Laureen Seeger is executive vice president and general counsel of American Express Company, a position she assumed in July 2014. As the corporation’s chief legal officer, Seeger oversees the law, government affairs and corporate secretarial functions for American Express and its subsidiaries. Prior to American Express, Ms. Seeger served as executive vice president, general counsel and chief compliance officer of McKesson Corporation and was with the Atlanta law firm of Morris, Manning & Martin, LLP from 1992 to 2000.
April 29, 2016
As we all know, the internet continually disrupts society on a global scale. It has become a platform for the international exchange of ideas and, more importantly, brought hundreds of millions of people out of extreme poverty. But with this disruptive platform comes challenges of safety and security, access to information, and censorship within multiple legal systems. How can we appropriately apply the legal standards and expectations from every country in the world to the internet which is, by nature, an international platform?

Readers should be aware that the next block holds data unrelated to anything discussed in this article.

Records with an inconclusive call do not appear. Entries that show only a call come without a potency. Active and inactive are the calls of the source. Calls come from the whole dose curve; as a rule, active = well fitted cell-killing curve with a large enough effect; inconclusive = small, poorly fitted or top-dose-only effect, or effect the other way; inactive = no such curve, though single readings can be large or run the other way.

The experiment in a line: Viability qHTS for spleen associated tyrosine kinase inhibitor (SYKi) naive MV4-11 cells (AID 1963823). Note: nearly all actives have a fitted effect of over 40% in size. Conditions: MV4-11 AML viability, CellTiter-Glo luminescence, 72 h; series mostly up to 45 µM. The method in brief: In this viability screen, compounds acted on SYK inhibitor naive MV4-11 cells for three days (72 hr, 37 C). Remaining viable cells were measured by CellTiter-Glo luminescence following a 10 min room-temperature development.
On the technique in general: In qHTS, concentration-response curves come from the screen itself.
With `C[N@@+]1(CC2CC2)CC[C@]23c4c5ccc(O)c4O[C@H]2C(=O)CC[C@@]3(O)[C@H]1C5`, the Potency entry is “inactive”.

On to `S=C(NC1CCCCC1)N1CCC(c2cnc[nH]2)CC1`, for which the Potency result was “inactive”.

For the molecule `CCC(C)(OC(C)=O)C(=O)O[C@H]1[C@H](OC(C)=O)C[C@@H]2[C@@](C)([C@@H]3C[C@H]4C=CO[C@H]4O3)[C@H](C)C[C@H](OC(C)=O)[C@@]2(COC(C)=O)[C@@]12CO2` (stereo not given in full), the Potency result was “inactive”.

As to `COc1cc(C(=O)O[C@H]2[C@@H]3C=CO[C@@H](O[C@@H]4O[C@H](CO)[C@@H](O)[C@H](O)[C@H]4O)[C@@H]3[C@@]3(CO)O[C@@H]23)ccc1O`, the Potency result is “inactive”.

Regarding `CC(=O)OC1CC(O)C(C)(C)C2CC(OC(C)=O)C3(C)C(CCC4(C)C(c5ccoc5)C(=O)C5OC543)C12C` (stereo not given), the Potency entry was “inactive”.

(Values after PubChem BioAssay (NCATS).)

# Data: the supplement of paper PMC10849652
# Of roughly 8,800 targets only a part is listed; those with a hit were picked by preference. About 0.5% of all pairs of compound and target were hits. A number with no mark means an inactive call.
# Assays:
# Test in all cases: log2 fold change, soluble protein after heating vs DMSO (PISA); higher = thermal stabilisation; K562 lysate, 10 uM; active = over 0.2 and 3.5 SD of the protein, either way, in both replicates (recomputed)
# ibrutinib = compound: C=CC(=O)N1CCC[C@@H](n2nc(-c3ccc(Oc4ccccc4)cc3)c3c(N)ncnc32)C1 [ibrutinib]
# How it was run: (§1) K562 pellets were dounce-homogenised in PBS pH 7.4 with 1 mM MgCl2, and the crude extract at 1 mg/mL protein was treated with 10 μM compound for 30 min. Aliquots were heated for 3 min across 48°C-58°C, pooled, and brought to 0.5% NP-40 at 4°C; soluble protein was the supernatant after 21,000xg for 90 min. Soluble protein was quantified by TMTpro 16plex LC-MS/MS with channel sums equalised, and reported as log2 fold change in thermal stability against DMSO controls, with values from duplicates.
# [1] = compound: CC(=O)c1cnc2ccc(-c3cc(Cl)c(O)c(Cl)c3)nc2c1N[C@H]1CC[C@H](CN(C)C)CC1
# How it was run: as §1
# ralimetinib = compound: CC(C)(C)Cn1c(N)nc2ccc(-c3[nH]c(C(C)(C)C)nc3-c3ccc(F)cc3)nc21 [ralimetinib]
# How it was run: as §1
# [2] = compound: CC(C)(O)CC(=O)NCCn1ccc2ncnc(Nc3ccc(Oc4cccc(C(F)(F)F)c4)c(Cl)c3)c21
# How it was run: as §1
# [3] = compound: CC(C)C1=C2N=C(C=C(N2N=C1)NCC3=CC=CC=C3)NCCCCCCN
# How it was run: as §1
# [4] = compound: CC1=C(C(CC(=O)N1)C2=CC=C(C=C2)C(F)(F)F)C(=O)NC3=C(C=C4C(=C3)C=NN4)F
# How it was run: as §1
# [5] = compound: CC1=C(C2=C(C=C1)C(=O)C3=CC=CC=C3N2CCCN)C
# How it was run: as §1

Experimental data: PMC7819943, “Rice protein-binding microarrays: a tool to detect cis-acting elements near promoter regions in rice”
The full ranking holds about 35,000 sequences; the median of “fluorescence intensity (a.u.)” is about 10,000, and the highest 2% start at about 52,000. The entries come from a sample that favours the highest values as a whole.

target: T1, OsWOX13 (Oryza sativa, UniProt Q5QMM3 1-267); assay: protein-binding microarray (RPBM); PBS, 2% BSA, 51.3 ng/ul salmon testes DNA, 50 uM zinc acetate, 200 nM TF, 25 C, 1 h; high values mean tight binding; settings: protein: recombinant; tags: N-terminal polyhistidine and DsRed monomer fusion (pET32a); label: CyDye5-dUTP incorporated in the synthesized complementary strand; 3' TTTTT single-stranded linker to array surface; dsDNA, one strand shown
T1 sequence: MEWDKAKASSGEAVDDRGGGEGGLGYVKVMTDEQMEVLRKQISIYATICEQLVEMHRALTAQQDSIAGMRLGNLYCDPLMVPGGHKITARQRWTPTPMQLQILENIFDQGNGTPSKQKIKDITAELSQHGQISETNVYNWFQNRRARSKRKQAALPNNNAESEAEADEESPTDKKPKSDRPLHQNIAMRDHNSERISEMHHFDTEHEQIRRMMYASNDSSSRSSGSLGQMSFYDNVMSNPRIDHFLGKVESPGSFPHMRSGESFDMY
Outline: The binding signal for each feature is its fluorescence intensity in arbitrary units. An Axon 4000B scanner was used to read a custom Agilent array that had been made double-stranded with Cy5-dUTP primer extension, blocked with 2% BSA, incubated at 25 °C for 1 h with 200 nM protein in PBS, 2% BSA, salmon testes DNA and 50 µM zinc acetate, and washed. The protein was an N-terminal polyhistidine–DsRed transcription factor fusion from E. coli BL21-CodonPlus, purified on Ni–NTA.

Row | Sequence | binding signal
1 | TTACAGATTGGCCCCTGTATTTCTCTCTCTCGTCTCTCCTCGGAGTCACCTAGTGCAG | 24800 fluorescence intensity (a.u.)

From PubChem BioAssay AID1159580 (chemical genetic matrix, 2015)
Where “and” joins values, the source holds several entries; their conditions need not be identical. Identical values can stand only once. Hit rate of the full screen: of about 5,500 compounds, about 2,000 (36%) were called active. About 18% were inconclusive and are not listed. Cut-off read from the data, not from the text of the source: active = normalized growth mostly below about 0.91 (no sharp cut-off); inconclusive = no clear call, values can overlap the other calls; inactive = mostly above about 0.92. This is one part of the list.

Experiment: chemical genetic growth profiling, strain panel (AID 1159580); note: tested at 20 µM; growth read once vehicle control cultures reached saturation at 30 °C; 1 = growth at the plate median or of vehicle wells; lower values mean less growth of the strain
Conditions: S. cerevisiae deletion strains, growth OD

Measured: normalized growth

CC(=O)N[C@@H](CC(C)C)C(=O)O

In this episode of In-House Legal, Randy Milch interviews Google Senior Vice President and General Counsel Kent Walker about his path to general counsel of Google and the current legal challenges the multinational technology company faces. Walker examines internet disruption and censorship and talks about how Google approaches the legal balance between personal privacy and the government’s need for access to information.